Geochemical Prospecting for Minerals

The following article is from The Great Soviet Encyclopedia (1979). It might be outdated or ideologically biased.

Geochemical Prospecting for Minerals


methods based on the study of the principles of distribution of chemical elements in the lithosphere, hydrosphere, atmosphere, and biosphere for the purpose of discovering mineral deposits. Lithochemical, hydrochemical, atmochemical (gas), and biogeochemical methods are differentiated, according to the nature of the substances to be studied for geological-prospecting purposes.

The local average content of chemical elements in rock, soils, natural waters, and the surface atmosphere and plants far from deposits is characterized by the so-called geochemical background (Cb), which is similar to the Clarke (abundance ratio) figures for the elements. The content of chemical elements changes regularly in the vicinity of mineral deposits, forming geochemical anomalies—indications of the probable location of commercial deposits. These anomalies are primary and secondary dispersion halos and flows of a mineral substance, which originate during the formation process of deposits or as a result of the subsequent migration of chemical elements. The geochemical halos of deposits greatly exceed the size of the beds and are often confined to the cap rocks—that is, they are located near the surface, which facilitates their discovery and, under favorable conditions, makes for high efficiency of geochemical prospecting. Unlike the pay content of useful components in deposits, the content of these same chemical elements in anomalies often differs only slightly from the local background, which requires highly sensitive methods for their discovery. For example, during geochemical prospecting for mercury deposits, the analysis of rock is conducted with a sensitivity of 1 x 10-8 percent Hg (1 x 10-7 percent for gold), which is 10 million times (3,000 times for gold) less than the pay content of these metals. The content of a chemical element, which depends on the normal or log-normal law of background content distribution, serves as the criterion for distinguishing anomalies.

Geochemical prospecting is conducted by the systematic determination of the contents of chemical elements within a region under study by taking samples in a specific prospecting grid for subsequent analysis of their composition. The content of chemical elements of the desired mineral—the principal valuable components of the deposit or their accessory minerals—is determined in the test samples. There are more advanced geochemical prospecting methods, such as aerial and motor-vehicle methods that do not require sampling and that have continuous automatic recording, or surveys on foot with instrument readings taken at observation points. Such instruments are presently designed for determining the content of a limited number of chemical elements (for example, radiometers and berylometers).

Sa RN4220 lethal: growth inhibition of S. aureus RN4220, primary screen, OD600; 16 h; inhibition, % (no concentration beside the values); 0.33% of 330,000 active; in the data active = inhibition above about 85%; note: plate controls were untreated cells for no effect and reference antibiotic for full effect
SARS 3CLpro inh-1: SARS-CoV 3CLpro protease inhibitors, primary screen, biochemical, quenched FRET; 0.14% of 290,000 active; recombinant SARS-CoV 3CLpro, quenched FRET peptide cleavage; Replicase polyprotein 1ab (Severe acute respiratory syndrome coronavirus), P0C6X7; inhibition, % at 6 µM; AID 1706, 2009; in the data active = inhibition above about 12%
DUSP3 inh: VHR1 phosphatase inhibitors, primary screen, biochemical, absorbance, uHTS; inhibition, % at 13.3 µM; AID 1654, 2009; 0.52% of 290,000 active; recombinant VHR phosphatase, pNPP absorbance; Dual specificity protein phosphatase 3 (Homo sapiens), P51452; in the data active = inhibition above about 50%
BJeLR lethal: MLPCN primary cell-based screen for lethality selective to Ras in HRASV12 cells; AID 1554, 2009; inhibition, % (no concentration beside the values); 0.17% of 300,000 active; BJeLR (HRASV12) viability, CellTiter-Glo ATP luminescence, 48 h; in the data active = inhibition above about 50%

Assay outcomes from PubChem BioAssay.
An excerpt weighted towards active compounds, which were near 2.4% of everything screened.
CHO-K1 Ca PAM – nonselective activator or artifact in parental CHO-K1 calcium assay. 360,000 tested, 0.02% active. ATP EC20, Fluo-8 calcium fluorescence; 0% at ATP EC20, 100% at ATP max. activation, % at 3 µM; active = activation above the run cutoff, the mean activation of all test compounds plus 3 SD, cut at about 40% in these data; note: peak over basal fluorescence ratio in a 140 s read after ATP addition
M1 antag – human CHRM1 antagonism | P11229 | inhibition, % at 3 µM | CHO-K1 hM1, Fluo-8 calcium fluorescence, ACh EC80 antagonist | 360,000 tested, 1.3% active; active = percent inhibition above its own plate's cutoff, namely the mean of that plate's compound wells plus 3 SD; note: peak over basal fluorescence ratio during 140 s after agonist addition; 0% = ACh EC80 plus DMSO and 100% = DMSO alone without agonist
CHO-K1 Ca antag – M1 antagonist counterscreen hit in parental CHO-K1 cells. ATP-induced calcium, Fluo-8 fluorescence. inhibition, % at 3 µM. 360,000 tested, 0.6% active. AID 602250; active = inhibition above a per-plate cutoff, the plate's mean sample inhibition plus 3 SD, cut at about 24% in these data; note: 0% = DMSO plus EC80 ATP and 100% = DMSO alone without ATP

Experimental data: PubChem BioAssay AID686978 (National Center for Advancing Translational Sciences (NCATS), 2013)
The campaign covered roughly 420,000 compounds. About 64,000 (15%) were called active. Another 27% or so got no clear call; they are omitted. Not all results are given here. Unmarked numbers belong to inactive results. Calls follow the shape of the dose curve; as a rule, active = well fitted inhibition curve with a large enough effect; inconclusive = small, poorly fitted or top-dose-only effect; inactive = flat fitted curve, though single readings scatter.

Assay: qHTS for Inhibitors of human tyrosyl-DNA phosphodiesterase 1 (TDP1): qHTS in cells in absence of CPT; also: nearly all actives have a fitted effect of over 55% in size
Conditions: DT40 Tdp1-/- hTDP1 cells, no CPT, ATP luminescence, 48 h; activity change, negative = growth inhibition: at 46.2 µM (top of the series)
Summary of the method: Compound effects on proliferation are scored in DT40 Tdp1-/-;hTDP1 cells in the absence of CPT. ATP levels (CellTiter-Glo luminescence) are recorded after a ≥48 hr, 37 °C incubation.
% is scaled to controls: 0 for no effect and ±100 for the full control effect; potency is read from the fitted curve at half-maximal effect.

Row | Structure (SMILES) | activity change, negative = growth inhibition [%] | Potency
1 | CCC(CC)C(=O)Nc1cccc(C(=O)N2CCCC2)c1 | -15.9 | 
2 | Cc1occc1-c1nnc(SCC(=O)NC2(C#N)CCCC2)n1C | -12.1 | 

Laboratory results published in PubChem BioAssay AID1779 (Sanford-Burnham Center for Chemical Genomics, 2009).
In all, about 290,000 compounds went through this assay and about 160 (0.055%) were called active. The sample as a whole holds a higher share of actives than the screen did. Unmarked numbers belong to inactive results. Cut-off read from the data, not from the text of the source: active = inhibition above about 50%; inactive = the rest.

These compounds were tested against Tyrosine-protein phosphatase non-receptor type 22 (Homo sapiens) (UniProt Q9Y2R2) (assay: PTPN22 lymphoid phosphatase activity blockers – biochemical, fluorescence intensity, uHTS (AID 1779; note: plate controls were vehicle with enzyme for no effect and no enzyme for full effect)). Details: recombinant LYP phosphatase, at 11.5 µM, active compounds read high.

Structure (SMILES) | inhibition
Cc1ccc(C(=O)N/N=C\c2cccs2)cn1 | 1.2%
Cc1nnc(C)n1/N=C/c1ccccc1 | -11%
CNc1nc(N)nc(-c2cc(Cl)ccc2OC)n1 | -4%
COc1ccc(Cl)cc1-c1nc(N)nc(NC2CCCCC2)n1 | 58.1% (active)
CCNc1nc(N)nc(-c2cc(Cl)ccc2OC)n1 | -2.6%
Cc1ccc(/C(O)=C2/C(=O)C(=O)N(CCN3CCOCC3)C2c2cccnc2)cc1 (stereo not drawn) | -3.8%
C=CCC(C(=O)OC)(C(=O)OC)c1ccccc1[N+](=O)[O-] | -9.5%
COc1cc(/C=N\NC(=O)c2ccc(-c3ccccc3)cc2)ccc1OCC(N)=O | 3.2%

Geochemical prospecting is most widely performed in the search for ore deposits; the most important method used is the lithochemical survey, which is based on the massive sampling of rocks and their weathering products. Numerous deposits of nonferrous metals, rare metals, and gold, including deposits that are located in concealed beds and are inaccessible to conventional geological methods of exposure, have been discovered by means of this method. The hydro-chemical method is based on the study of the composition of natural surface and underground waters by producing the dry residue or by coprecipitation or extraction of ore elements, with subsequent spectral or chemical analysis. Low pH values and high sulfate-ion (S04-) content in waters can serve as mineralization indicators during exploration for sulfide deposits. Geochemical prospecting for oil and gas deposits is based on the determination of hydrocarbon-gas content in soil air or in rock samples. The biogeochemical method is based on the study of the chemical composition of plants, generally by means of preliminary ashing and subsequent spectral analysis. The use of hydrochemical and biogeochemical methods is expedient in conditions that are unfavorable for conducting lithochemical surveys.

As a result of geochemical prospecting, maps and graphs of mineral element-indicator content are compiled, from which an interpretation is made of the exposed geochemical anomalies with consideration for geological and other data; as a rule, few of them correspond to commercial deposits. Consequently, the evaluation of geochemical anomalies demands accurate analysis of the conditions of the dispersion and concentration of the chemical elements based on the theoretical laws of geochemistry. Mathematical methods, in which digital computers are used to process the results of geochemical prospecting, are growing in importance. The efficiency of geochemical prospecting is ensured when it is performed together with geological and geophysical investigations and in conjunction with the sinking of mine shafts and the drilling of wells.

The theoretical foundations of geochemical prospecting were laid down in the works of V. I. Vernadskii; these methods were first adopted in the USSR (N. I. Safronov, A. P. Solovov, and V. A. Sokolov).


Vernadskii, V. I. Izbr. soch., vol. 1. Moscow, 1954.
Instruktsiia po geokhimicheskim metodam poiskov rudnykh mestorozhdenii. Moscow, 1965.
Safronov, N. I. Osnovy geokhimicheskikh metodov poiskov rudnykhmestorozhdenii. Leningrad, 1971.
The Great Soviet Encyclopedia, 3rd Edition (1970-1979). © 2010 The Gale Group, Inc. All rights reserved.
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